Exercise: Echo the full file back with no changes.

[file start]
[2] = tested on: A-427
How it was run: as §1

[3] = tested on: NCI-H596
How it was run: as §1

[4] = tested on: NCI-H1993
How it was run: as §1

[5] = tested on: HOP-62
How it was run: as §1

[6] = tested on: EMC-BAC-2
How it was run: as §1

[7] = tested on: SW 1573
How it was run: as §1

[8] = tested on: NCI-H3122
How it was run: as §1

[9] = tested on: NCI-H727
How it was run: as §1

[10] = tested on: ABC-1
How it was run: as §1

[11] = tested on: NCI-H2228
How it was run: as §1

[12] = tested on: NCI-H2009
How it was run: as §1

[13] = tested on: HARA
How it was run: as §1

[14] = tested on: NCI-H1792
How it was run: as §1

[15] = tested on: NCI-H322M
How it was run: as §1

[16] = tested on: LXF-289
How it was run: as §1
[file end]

[2] = tested on: A-427
How it was run: as §1

[3] = tested on: NCI-H596
How it was run: as §1

[4] = tested on: NCI-H1993
How it was run: as §1

[5] = tested on: HOP-62
How it was run: as §1

[6] = tested on: EMC-BAC-2
How it was run: as §1

[7] = tested on: SW 1573
How it was run: as §1

[8] = tested on: NCI-H3122
How it was run: as §1

[9] = tested on: NCI-H727
How it was run: as §1

[10] = tested on: ABC-1
How it was run: as §1

[11] = tested on: NCI-H2228
How it was run: as §1

[12] = tested on: NCI-H2009
How it was run: as §1

[13] = tested on: HARA
How it was run: as §1

[14] = tested on: NCI-H1792
How it was run: as §1

[15] = tested on: NCI-H322M
How it was run: as §1

[16] = tested on: LXF-289
How it was run: as §1